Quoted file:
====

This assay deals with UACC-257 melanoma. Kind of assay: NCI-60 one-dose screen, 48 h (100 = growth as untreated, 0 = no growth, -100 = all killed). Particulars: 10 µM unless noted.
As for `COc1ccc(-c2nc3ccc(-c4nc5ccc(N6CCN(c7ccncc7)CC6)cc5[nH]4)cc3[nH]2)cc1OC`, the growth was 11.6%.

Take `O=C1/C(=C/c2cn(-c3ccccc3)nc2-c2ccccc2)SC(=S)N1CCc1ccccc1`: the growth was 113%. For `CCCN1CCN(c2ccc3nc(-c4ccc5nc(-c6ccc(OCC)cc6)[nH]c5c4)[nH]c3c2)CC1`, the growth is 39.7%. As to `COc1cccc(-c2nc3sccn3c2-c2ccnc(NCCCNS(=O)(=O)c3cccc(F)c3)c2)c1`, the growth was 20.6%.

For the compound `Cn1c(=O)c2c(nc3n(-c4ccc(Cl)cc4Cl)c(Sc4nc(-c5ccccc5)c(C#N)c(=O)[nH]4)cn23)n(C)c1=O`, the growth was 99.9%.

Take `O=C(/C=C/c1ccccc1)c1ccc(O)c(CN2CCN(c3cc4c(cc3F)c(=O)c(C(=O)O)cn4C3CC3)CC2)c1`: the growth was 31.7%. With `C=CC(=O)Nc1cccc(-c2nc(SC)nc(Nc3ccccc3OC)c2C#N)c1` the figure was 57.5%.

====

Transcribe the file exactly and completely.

This assay deals with UACC-257 melanoma. Kind of assay: NCI-60 one-dose screen, 48 h (100 = growth as untreated, 0 = no growth, -100 = all killed). Particulars: 10 µM unless noted.
As for `COc1ccc(-c2nc3ccc(-c4nc5ccc(N6CCN(c7ccncc7)CC6)cc5[nH]4)cc3[nH]2)cc1OC`, the growth was 11.6%.

Take `O=C1/C(=C/c2cn(-c3ccccc3)nc2-c2ccccc2)SC(=S)N1CCc1ccccc1`: the growth was 113%. For `CCCN1CCN(c2ccc3nc(-c4ccc5nc(-c6ccc(OCC)cc6)[nH]c5c4)[nH]c3c2)CC1`, the growth is 39.7%. As to `COc1cccc(-c2nc3sccn3c2-c2ccnc(NCCCNS(=O)(=O)c3cccc(F)c3)c2)c1`, the growth was 20.6%.

For the compound `Cn1c(=O)c2c(nc3n(-c4ccc(Cl)cc4Cl)c(Sc4nc(-c5ccccc5)c(C#N)c(=O)[nH]4)cn23)n(C)c1=O`, the growth was 99.9%.

Take `O=C(/C=C/c1ccccc1)c1ccc(O)c(CN2CCN(c3cc4c(cc3F)c(=O)c(C(=O)O)cn4C3CC3)CC2)c1`: the growth was 31.7%. With `C=CC(=O)Nc1cccc(-c2nc(SC)nc(Nc3ccccc3OC)c2C#N)c1` the figure was 57.5%.